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On Location: L.A. film production slows in the first quarter

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After surging in the fourth quarter of last year, on-location production in the Los Angeles area slowed in the first three months of this year, reflecting fewer feature film and television shoots.

Data released Tuesday by FilmL.A. Inc., the nonprofit group that handles film permits, found that overall production across all categories rose 5% in the first quarter, a sharp slowdown from the 26% gain in the fourth quarter of 2010. (Excluding still photography, industrial videos and other smaller categories, production for features, commercials and television actually dropped 2% in the first quarter.)

The data track filming that occurs on streets and noncertified sound stages in the city and many unincorporated areas of Los Angeles County.

Feature films generated 880 production days in the first quarter, down 5% from the same period a year ago. That included 10 feature films that benefited from the state film tax credit program, which provides a 20% to 25 % tax credit on qualified production expenses.

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The slowdown reflects the continued competition from dozens of states like New Mexico and Louisiana that offer more generous tax incentives and rebates to producers. FilmL.A. recently launched a marketing campaign to promote the local industry and its benefits to the local economy.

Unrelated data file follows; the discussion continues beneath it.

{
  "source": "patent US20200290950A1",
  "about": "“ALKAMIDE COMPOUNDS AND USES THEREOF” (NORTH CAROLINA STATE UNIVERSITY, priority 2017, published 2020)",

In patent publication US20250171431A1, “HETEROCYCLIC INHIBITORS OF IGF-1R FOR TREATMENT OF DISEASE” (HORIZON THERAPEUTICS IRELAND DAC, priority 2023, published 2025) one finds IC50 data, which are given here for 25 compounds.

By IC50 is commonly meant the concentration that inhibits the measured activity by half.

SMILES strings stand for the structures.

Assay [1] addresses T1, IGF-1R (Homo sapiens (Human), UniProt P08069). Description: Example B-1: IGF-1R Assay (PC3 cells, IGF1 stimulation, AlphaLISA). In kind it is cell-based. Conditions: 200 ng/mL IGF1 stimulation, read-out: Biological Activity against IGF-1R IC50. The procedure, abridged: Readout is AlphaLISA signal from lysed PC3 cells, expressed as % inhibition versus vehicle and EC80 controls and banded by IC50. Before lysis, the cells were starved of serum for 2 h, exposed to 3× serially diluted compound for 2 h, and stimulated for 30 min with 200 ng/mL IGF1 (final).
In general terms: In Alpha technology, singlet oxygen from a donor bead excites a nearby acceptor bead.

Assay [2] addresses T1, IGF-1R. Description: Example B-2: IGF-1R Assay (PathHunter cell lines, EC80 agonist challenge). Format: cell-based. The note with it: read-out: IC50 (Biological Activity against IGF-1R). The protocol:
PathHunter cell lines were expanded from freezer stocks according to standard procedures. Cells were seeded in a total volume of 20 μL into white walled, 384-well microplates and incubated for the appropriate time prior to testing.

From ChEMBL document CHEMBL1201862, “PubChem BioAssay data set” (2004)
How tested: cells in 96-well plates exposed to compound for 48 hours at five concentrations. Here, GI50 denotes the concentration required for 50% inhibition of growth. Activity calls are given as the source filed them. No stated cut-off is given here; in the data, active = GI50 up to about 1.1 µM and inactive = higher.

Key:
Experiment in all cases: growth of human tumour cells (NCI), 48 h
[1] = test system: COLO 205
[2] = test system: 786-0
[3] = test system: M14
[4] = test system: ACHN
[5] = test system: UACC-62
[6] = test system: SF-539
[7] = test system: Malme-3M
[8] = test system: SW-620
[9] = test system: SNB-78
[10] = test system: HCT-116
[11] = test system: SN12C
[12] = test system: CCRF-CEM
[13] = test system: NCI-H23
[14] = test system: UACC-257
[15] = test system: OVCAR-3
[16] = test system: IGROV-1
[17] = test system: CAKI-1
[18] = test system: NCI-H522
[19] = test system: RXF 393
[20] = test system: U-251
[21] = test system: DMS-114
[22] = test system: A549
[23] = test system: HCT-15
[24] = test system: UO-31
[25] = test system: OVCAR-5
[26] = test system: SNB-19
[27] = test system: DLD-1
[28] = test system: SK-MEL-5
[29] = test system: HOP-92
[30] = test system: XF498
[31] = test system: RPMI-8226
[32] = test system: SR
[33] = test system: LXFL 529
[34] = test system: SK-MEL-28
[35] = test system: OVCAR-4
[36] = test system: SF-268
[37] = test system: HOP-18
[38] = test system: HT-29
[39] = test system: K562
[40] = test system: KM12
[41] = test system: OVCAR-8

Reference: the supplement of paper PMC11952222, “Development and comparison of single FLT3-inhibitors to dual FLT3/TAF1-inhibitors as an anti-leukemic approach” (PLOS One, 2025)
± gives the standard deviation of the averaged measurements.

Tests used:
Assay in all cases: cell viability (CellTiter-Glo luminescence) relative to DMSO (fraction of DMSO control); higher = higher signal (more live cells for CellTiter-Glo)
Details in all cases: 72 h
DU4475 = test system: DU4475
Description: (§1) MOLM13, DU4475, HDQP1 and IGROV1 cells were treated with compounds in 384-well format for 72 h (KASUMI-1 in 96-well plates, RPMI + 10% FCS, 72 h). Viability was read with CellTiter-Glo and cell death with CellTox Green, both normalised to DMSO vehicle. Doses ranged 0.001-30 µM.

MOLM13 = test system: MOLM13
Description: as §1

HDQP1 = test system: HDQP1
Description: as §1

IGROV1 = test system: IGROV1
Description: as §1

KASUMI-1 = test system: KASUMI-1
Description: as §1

Production days for television declined 4% to 4,701, a stark turnaround from the 50% jump in the fourth quarter of last year. FilmL.A. officials attributed the decline to a slowdown in the production of reality TV shows and dramas.

Commercial production was the only major category to grow, posting a 2% gain for 2,083 production days. As the national economy has recovered, advertisers like AT&T, Wal-Mart and Audi have been spending more on commercial shoots in L.A., which remains the largest center for commercial production.

-- Richard Verrier


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